Organizers of the Big Ten Conference football championship game are facing third-and-long in their quest to fill Lucas Oil Stadium for Saturday night’s matchup in downtown Indianapolis.
A trip to the Rose Bowl is at stake in the title contest between the University of Nebraska Cornhuskers and the University of Wisconsin Badgers.
But just a few days before kickoff, a glut of tickets remains available on the secondary market—1,500 alone on Stubhub—and are selling for as little as $20 each.
Each school also was given 15,000 tickets to sell to students, with both returning an undetermined amount, said John Dedman, spokesman for the Indiana Sports Corp.
Demand for suites is soft, too. Indianapolis Colts suite holders get first dibs to watch Saturday’s game from their private rooms by paying from about $4,000 to $10,000. Of the 140 suites available for the game, a little more than half have been sold, Dedman said.
“We’re excited about Saturday,” he said, “we just wish the demand was a little higher at this point.”
So does Renny Harrison, owner of Fanfare Tickets in Carmel. Of the few hundred tickets he purchased for resale, he has several dozen left at discounted rates, starting at $29 for upper-level seats.
“It’s extremely slow,” he said. “We made money up until Monday, and now we’re just trying to get back as much as we can.”
In a good year, the top teams in the Big Ten would be receiving more attention, but the lack of a national title contender this season is likely dampening enthusiasm among casual fans.
Wisconsin returns for its second straight appearance in the championship game, which was played for the first time last year and drew a crowd of 64,152 at Lucas Oil Stadium.
The Badgers are 7-5 this season and finished third in The Leaders Division of the Big Ten, but earned their berth in the title game because undefeated Ohio State University and surprising Penn State University (8-4) both were ineligible to participate due to NCAA sanctions.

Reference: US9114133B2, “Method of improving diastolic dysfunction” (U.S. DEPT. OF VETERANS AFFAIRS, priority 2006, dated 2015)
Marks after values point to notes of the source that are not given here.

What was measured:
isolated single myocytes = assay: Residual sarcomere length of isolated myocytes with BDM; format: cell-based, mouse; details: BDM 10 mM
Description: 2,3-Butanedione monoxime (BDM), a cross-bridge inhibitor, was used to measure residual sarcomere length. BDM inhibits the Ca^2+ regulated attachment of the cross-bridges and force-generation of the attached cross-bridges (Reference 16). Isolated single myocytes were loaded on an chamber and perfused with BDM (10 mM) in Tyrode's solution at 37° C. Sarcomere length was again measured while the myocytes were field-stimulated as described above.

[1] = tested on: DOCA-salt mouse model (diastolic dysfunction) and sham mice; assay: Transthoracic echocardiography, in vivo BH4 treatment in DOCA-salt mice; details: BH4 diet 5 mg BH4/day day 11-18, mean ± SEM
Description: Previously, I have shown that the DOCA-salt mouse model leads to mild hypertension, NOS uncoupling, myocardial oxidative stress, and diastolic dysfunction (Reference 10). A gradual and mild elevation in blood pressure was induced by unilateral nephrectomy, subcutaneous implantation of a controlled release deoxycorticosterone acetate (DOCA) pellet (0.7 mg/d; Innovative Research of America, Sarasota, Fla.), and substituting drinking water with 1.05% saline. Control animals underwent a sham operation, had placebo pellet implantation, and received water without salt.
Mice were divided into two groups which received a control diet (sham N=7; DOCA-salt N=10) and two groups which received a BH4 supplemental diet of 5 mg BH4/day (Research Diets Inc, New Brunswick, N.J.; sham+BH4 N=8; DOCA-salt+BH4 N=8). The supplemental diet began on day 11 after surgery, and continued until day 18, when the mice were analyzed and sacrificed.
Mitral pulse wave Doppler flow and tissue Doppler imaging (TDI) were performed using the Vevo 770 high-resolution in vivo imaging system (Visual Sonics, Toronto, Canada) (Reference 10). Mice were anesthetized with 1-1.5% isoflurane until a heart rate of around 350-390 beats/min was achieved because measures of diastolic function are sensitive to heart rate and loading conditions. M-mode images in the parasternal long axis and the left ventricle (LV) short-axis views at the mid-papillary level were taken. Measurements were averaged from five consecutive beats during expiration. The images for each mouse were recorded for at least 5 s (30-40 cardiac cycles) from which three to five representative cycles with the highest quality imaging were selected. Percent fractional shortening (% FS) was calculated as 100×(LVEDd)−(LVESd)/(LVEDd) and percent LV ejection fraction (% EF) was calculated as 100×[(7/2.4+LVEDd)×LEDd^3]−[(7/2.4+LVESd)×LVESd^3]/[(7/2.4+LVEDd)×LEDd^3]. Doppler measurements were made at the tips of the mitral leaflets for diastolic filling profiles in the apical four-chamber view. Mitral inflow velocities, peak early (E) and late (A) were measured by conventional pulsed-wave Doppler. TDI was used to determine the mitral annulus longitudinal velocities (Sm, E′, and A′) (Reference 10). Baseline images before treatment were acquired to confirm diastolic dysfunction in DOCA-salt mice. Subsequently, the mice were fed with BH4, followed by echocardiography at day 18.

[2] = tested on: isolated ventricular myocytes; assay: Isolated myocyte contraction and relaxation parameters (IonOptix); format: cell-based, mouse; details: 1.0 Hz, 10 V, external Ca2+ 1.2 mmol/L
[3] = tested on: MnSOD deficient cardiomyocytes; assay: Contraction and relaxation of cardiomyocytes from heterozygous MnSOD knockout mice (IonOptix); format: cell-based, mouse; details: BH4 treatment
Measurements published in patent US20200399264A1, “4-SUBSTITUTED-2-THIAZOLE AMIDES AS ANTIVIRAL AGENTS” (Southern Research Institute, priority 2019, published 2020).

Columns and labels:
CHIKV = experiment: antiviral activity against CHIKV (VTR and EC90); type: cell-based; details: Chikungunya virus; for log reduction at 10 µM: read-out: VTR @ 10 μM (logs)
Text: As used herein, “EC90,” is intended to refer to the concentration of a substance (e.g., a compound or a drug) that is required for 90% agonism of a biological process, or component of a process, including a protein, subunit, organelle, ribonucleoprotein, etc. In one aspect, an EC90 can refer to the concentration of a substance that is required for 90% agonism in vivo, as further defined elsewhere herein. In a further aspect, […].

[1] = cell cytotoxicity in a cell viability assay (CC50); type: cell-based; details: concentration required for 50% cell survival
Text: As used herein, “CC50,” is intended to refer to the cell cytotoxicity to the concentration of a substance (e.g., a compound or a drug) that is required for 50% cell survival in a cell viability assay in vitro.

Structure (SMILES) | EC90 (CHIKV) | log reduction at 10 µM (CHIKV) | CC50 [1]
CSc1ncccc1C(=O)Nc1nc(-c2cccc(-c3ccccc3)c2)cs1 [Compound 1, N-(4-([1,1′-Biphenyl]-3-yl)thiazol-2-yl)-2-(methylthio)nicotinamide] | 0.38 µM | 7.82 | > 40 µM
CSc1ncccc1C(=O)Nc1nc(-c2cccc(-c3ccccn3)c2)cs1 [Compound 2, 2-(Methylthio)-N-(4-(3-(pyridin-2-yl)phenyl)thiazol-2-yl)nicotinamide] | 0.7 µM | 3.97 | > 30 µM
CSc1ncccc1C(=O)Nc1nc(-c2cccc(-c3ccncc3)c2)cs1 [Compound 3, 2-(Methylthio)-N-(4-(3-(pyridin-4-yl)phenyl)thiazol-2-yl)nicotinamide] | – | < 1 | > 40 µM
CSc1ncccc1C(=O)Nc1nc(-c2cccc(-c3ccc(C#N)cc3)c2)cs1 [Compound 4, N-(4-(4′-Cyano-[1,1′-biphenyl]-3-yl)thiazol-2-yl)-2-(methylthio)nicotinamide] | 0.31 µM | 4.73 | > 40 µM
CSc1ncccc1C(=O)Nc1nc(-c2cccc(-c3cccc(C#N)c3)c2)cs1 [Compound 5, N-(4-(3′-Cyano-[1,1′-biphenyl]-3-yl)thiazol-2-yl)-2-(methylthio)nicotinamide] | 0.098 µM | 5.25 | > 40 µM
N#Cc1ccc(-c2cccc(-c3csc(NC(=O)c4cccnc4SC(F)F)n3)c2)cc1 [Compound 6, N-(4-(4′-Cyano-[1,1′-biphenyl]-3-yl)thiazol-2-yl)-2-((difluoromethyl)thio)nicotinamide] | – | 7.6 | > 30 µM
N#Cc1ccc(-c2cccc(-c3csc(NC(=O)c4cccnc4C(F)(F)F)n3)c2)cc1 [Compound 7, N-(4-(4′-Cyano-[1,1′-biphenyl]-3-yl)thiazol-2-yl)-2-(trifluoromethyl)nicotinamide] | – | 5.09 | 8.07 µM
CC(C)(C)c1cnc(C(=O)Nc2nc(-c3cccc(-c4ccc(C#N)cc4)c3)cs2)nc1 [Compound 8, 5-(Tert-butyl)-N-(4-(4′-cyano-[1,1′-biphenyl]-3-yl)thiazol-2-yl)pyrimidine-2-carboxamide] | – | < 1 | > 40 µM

Nebraska (10-2) won The Legends Division and is ranked No. 14 in a national poll.
“It’s a unique year in the Big Ten,” Dedman conceded. “But there are a number of factors that go into things like this.”
Dedman remains hopeful that fans of both schools, and even Hoosiers simply wanting to watch a good football game, will make a last-minute push to fill the stadium.
Harrison at Fanfare said some fans may be waiting to see if their team wins the game, and then take a trip to the Rose Bowl instead.
“A lot [of fans] would do one game, but not both,” he said.
Though the game will be played indoors, the local forecast calls for an unseasonable warm high of 58 degrees, which could help to lure more people downtown.
Festivities on Georgia Street begin Friday and continue the next day until game time. Friday’s events will include a question-and-answer session with IndyCar drivers Graham Rahal, Charlie Kimball and Katherine Legge.
Rides in a street-legal two-seater IndyCar will be available Friday from 3 p.m. to 6 p.m. at the corner of Georgia and Illinois streets for $15.
The Big Ten will host its Fan Fest on Friday and Saturday at the Indiana Convention Center, where more than 200,000 square feet will be dedicated to interactive games and entertainment.
Kickoff is at 8:17 p.m. Saturday. The game will be televised nationally on Fox.